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Signs Of Life

Columns by Pamela Majteles

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Hearing Voices

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Posted by pam on January 14, 2011 at 10:27 pm

Originally published December 14, 2007

Reprinted with permission from Bay Area News Group – East Bay

Lately, I’ve been hearing voices. They come to me unexpectedly, just like they do to Scrooge in “A Christmas Carol”.

When hearing these voices, I am always driving my car. In actual fact, they are not voices but words on a large sign at Zion Lutheran Church on Park Boulevard in Piedmont that I regularly pass in my car. I still think of them as voices, though, because they are the words of others.

They are quotations or sayings. Each one is there for about a week before being replaced by another. Most of them I have not heard before, and usually, they are not attributed to a source. Despite the fact they are obviously chosen by the church, they rarely have religious overtones. They sound more like lessons on life from a wise grandfather.

He’s a grandfather with a way for words. The sayings offer essential truths with only the most essential words such as “When your work speaks for itself, don’t interrupt.” They often use a clever turn of phrase or metaphor like “It takes more to plow a field than merely turning it over in your mind” and “It takes a long time to grow an old friend”. (Frequent references to planting lead me to believe this grandfather is not from around here — more of a country farmer than an urban cowboy.)

All of the sayings address the most basic aspects of life such as relationships, work, money and happiness. So they speak to everyone with messages like “Contentment isn’t getting what we want but being satisfied with what we have.”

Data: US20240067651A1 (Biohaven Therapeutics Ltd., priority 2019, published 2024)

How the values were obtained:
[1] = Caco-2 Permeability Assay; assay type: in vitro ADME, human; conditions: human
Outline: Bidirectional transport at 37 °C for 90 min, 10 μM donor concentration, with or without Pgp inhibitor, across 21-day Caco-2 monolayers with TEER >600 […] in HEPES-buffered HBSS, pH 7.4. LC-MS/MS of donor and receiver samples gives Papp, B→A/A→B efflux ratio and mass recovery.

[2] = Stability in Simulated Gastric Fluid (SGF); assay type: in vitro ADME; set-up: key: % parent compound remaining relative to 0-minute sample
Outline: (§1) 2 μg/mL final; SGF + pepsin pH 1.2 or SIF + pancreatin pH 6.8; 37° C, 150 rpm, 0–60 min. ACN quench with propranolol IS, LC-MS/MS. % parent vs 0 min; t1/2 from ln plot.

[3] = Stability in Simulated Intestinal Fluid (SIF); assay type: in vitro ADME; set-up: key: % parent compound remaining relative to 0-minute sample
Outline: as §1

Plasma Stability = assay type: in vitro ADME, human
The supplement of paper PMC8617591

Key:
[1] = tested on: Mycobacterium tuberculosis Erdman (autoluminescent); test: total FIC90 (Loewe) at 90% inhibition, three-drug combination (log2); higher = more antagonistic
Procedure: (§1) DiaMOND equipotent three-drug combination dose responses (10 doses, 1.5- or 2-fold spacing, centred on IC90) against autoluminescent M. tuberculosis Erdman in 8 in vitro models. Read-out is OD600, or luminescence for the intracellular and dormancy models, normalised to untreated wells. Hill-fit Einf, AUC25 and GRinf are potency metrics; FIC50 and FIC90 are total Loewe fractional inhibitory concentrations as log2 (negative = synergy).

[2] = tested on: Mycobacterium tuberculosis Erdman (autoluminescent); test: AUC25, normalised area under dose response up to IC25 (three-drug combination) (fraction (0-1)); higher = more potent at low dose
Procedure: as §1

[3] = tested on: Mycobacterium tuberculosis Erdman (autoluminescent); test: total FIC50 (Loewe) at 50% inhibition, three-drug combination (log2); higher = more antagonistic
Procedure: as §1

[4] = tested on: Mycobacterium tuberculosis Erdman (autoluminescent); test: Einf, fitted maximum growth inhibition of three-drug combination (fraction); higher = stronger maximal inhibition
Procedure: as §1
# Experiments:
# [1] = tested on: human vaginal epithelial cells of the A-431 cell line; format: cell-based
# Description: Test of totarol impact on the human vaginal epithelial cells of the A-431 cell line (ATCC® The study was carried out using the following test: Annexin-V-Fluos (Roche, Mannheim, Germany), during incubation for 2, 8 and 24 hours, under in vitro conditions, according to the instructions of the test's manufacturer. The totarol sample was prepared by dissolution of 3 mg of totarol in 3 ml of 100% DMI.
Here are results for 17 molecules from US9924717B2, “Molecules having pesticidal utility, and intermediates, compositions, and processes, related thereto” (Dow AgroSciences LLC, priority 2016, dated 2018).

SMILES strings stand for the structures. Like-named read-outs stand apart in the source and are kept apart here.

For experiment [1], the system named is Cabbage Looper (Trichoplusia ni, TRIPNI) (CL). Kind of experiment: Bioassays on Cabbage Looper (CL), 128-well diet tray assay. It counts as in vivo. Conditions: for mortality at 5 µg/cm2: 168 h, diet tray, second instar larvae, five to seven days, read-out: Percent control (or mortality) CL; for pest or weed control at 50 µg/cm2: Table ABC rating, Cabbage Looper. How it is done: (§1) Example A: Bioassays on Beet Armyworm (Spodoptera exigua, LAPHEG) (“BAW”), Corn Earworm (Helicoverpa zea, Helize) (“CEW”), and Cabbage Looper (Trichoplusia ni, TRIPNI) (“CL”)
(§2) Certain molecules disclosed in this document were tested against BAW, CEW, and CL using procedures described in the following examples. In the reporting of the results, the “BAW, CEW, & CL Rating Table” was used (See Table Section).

It’s the basic things in life, though, that we often find most complicated. By the same token, there are no easy answers. Yet these sayings make choices seem simpler than we might think, such as “Worry is a misuse of imagination.”

At times, the sayings might even sound too simple. “You can afford everything you want, if you just want less” may sound a little too much like the words of a simple country farmer.

It seems to me, however, the simplicity of the sayings makes them powerful. If our choices are actually less complicated than we think, then answers to important questions in life are within our grasp. Nothing is more powerful than that.

For this reason, whenever I am driving by the church’s sign, I cannot help but look. I always find meaning in the sayings, and they make me double-check my own choices.

Life would be so easy if we could learn to always make the right choices. One of the sayings comes to mind. “Live so the preachers do not have to lie at your funeral”. Now, that’s as good as anything Scrooge learned.

Creative Commons License This work is licensed under a Creative Commons Attribution-Noncommercial-No Derivative Works 2.5 License.

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